Sunday, 24 February 2013

Making a web page 02: It's a tree in winter!

The last time we looked at how a web page is a tree (at least in my head) but that tree isn't made up of wood. In a web page the tree is made up of words.

The words are in a form that a browser knows how to deal with in terms of what should be appear on the page, that form is HTML.

I've written an awful lot about HTML in the past as part of my dissertion but at it's simplest it's a word wrapped in angle brackets ("<" and ">"). When the browser sees angle brackets it knows it's got to take special notice, perks up it's ears and does what we (as the authors of the HTML) say.

The browser is a forgiving thing though so it does it's best to try and do what we say when we give it odd instructions... but we really shouldn't confuse it if we can help it!

HTML was created by Tim Berners-Lee - you might remember him from the opening ceremony of the 2012 London Olympics - he's pretty cool and one of my heroes!

From what I understand he was working at CERN and wanted a way of transmitting his scientific findings to other scientists in the early days of the internet. He looked at a technology called SGML which was used as a language for sharing big projects and was meant to be read by computers. He took the bits he needed from SGML and created HTML and the rest is history.

In order for a browser to understand what we want it to do we have to tell it that we're going to be giving it some HTML, we do this by adding a document type declaration (a DOCTYPE) on the first line of any web page we give it. This used to be a somewhat complicated thing as there were any number of types of HTML. We're presently working with HTML5 which has cleared up a lot of confusion and makes writing HTML a lot less hard. HTML5s DOCTYPE is easy: <!DOCTYPE html>. See, it was so important it needed an exclamation point at the beginning!

Seeing as we've just told the browser that we're going to be giving it HTML it seems a little odd to then start the next line of a file with <html> but we really should as otherwise we'ed have no trunk (that tree gets everywhere). Going back to the picture we looked at before of the really rather cool tattoo can you guess what goes next?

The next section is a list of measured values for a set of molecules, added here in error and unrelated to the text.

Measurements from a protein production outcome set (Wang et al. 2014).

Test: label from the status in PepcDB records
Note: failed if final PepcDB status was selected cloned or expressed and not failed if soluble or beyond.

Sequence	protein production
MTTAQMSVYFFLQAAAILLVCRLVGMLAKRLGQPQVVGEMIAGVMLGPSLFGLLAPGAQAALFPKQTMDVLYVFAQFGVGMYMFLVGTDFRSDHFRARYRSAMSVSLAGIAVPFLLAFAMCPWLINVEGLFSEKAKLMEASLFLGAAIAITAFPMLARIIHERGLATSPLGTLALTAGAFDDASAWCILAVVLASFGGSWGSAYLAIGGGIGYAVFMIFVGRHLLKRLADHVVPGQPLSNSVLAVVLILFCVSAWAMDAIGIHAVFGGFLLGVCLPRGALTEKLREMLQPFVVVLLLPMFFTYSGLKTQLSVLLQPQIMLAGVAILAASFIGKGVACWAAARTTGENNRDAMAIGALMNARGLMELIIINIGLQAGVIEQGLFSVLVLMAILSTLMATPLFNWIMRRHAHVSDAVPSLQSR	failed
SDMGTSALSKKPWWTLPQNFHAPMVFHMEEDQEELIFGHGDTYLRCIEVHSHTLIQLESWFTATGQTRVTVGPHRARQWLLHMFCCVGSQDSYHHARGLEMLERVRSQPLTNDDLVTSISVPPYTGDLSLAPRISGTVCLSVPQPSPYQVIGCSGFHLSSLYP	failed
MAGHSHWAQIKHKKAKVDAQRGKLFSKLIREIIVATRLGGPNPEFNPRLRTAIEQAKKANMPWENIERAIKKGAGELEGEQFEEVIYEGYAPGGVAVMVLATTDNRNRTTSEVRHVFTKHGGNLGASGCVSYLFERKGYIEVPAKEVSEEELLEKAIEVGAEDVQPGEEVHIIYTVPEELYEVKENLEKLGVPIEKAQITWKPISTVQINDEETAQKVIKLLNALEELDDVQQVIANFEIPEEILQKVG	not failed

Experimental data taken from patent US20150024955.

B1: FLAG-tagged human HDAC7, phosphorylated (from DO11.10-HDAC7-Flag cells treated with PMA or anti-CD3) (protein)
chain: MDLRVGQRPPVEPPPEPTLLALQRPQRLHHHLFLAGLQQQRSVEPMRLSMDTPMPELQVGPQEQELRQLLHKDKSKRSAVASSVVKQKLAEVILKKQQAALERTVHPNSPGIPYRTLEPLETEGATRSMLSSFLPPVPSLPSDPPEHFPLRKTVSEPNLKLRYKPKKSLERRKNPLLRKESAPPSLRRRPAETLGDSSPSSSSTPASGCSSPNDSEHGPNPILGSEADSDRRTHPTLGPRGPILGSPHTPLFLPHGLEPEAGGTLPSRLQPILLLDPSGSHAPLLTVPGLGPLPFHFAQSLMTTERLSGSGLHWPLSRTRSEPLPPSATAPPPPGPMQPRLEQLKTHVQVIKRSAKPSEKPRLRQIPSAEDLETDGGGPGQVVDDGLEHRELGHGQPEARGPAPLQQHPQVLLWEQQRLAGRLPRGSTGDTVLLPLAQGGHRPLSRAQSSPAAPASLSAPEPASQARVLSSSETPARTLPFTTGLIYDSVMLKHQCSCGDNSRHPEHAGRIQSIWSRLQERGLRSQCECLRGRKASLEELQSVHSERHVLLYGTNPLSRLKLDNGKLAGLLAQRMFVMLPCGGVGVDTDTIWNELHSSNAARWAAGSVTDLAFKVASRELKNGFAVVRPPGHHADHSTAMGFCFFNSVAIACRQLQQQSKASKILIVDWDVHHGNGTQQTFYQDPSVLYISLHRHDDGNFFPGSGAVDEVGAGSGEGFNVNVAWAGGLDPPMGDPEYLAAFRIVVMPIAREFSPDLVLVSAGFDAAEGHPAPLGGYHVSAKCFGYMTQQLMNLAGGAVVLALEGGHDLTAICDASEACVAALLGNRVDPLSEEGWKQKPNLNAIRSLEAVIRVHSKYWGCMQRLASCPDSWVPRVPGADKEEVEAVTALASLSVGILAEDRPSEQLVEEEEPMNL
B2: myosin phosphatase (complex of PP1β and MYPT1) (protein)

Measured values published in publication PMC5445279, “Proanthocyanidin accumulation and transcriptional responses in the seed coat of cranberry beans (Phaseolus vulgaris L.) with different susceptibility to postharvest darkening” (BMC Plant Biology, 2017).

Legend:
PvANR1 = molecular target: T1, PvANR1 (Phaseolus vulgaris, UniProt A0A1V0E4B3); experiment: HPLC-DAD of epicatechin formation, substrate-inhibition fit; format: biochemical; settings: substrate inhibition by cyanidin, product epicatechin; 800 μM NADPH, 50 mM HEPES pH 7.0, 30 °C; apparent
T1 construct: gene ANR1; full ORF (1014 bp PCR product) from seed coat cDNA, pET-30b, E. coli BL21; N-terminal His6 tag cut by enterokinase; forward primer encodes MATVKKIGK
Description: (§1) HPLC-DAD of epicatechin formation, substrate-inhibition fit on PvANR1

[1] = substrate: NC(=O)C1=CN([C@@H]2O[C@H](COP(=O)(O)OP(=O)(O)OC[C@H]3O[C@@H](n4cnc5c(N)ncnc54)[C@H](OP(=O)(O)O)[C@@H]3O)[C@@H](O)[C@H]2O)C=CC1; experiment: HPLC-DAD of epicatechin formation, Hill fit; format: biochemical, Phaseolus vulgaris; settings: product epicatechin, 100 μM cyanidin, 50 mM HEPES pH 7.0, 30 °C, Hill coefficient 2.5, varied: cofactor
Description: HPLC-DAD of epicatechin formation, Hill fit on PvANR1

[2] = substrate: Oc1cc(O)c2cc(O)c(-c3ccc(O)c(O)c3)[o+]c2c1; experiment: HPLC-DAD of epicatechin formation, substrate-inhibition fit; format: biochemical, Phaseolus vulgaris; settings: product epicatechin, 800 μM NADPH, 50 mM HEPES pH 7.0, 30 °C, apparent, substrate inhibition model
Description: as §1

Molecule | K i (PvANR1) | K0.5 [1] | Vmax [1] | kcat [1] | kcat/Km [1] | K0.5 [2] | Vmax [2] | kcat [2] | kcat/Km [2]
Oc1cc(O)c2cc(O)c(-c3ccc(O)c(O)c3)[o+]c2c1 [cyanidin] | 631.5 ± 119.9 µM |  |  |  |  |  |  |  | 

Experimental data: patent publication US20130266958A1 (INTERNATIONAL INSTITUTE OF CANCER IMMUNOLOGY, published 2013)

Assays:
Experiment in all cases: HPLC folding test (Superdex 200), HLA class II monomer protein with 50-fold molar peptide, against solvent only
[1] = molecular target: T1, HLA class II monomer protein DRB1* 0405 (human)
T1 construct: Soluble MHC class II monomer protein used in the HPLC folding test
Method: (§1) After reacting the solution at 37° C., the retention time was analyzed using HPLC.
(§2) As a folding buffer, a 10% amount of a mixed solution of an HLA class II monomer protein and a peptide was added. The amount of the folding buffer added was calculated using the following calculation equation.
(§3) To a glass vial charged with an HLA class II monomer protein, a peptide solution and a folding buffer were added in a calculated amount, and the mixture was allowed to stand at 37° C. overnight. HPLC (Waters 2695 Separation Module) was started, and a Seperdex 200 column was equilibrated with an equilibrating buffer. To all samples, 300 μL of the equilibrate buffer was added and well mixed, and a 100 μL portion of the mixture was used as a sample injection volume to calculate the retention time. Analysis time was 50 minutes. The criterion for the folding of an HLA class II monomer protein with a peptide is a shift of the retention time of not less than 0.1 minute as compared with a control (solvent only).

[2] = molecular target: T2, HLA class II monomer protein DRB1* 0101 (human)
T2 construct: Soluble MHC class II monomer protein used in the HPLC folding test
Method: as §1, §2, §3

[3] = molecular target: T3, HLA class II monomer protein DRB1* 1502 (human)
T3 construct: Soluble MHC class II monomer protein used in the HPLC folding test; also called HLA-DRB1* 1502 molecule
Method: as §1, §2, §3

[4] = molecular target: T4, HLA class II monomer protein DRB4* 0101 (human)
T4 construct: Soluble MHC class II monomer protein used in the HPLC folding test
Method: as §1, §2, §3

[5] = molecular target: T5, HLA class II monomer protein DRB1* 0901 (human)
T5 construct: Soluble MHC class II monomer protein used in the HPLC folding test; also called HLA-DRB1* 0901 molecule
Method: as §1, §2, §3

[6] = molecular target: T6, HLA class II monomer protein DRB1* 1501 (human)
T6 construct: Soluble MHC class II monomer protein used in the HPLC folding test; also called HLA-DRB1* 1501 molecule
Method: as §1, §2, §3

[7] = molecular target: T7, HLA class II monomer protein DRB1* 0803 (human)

That's right, we're going to be putting <head> next. Before we close the head and start on the body we really should tell the browser what language we're going to be using <meta charset="utf-8" />. This allows the browser to know what character set (charset) to use. There's another interesting thing about that charset declaration though, did you notice the "/"? That tells the browser that that tag (or element if you'd prefer) doesn't contain anything else. It doesn't look in vain for the ending of that particular branch as we've told it that that's it. This leads to my next question: how do we close the head?

If you've never seen HTML it's probably an unfair question so I'll tell you: we close the head with </head>.

Another thing that a head should have is a title, we put the title within the head like this: <title>My Title</title>. Easy ehh?

Now you've got a pretty good idea after what goes after the head haven't you? That's right we'll put everything we want to be displayed within the body. That's our two main branches taken care of. But we really need to remember to close the trunk. I'm almost certain you know how to do that now. That's right, we'll close the trunk with </html>.

If you've followed on with this we know that at it's most basic a web page looks like this:

<!DOCTYPE html>
<html>
    <head>
        <meta charset="utf-8" />
        <title>My Title</title>
    </head>
    <body>
    </body>
</html>

Wow, that's a lot of work just to get to an empty page. But if a web page is a tree then this is a tree in winter when all the leaves have fallen (and a fair few branches apart from the main two). Write this in a text editor of your choice and save it as index.html and you'll be able to see it in all it's stark beauty - and it really is beautiful! You've just written something that a machine can understand! Clever old you!

Just to check run it through something that understands HTML. Go to the W3Cs Markup Validation Service, click the "Validate by Direct Input" tab at the top and paste in your HTML. Hopefully you'll get a nice "This document was successfully checked as HTML5!" message. If not then look at the HTML above again and check that it's all alright!